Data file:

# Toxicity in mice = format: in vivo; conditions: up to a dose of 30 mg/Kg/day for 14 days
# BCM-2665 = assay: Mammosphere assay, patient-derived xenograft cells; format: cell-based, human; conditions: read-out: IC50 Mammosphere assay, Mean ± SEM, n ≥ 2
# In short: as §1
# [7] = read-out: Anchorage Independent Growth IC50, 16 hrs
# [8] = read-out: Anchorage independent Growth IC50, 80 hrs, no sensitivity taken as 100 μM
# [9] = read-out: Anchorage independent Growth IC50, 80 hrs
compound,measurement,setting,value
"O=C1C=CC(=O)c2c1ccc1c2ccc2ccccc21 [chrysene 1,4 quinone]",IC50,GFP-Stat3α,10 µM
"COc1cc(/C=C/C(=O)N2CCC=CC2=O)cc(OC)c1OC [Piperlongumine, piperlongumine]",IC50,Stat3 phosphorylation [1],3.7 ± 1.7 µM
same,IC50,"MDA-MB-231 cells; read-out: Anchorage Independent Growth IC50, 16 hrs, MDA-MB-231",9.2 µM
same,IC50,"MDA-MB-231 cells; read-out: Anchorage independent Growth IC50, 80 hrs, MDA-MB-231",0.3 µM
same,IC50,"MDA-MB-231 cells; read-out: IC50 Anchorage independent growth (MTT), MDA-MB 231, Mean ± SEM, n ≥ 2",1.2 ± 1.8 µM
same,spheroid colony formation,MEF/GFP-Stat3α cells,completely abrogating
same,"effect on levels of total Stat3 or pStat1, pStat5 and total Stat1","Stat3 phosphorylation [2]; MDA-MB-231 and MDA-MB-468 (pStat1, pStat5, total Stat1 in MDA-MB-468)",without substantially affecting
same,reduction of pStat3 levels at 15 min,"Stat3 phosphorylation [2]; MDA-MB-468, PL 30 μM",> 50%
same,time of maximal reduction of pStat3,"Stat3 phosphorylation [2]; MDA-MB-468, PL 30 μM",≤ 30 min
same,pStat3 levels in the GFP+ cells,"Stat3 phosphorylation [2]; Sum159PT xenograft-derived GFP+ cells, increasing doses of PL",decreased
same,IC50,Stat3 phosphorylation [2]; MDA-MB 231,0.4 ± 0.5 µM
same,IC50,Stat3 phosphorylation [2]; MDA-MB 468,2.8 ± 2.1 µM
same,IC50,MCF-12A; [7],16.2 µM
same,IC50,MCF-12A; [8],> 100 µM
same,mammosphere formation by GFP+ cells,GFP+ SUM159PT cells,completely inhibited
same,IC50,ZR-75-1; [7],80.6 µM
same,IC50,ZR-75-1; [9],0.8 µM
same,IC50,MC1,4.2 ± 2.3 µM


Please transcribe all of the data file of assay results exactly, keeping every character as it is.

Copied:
# Toxicity in mice = format: in vivo; conditions: up to a dose of 30 mg/Kg/day for 14 days
# BCM-2665 = assay: Mammosphere assay, patient-derived xenograft cells; format: cell-based, human; conditions: read-out: IC50 Mammosphere assay, Mean ± SEM, n ≥ 2
# In short: as §1
# [7] = read-out: Anchorage Independent Growth IC50, 16 hrs
# [8] = read-out: Anchorage independent Growth IC50, 80 hrs, no sensitivity taken as 100 μM
# [9] = read-out: Anchorage independent Growth IC50, 80 hrs
compound,measurement,setting,value
"O=C1C=CC(=O)c2c1ccc1c2ccc2ccccc21 [chrysene 1,4 quinone]",IC50,GFP-Stat3α,10 µM
"COc1cc(/C=C/C(=O)N2CCC=CC2=O)cc(OC)c1OC [Piperlongumine, piperlongumine]",IC50,Stat3 phosphorylation [1],3.7 ± 1.7 µM
same,IC50,"MDA-MB-231 cells; read-out: Anchorage Independent Growth IC50, 16 hrs, MDA-MB-231",9.2 µM
same,IC50,"MDA-MB-231 cells; read-out: Anchorage independent Growth IC50, 80 hrs, MDA-MB-231",0.3 µM
same,IC50,"MDA-MB-231 cells; read-out: IC50 Anchorage independent growth (MTT), MDA-MB 231, Mean ± SEM, n ≥ 2",1.2 ± 1.8 µM
same,spheroid colony formation,MEF/GFP-Stat3α cells,completely abrogating
same,"effect on levels of total Stat3 or pStat1, pStat5 and total Stat1","Stat3 phosphorylation [2]; MDA-MB-231 and MDA-MB-468 (pStat1, pStat5, total Stat1 in MDA-MB-468)",without substantially affecting
same,reduction of pStat3 levels at 15 min,"Stat3 phosphorylation [2]; MDA-MB-468, PL 30 μM",> 50%
same,time of maximal reduction of pStat3,"Stat3 phosphorylation [2]; MDA-MB-468, PL 30 μM",≤ 30 min
same,pStat3 levels in the GFP+ cells,"Stat3 phosphorylation [2]; Sum159PT xenograft-derived GFP+ cells, increasing doses of PL",decreased
same,IC50,Stat3 phosphorylation [2]; MDA-MB 231,0.4 ± 0.5 µM
same,IC50,Stat3 phosphorylation [2]; MDA-MB 468,2.8 ± 2.1 µM
same,IC50,MCF-12A; [7],16.2 µM
same,IC50,MCF-12A; [8],> 100 µM
same,mammosphere formation by GFP+ cells,GFP+ SUM159PT cells,completely inhibited
same,IC50,ZR-75-1; [7],80.6 µM
same,IC50,ZR-75-1; [9],0.8 µM
same,IC50,MC1,4.2 ± 2.3 µM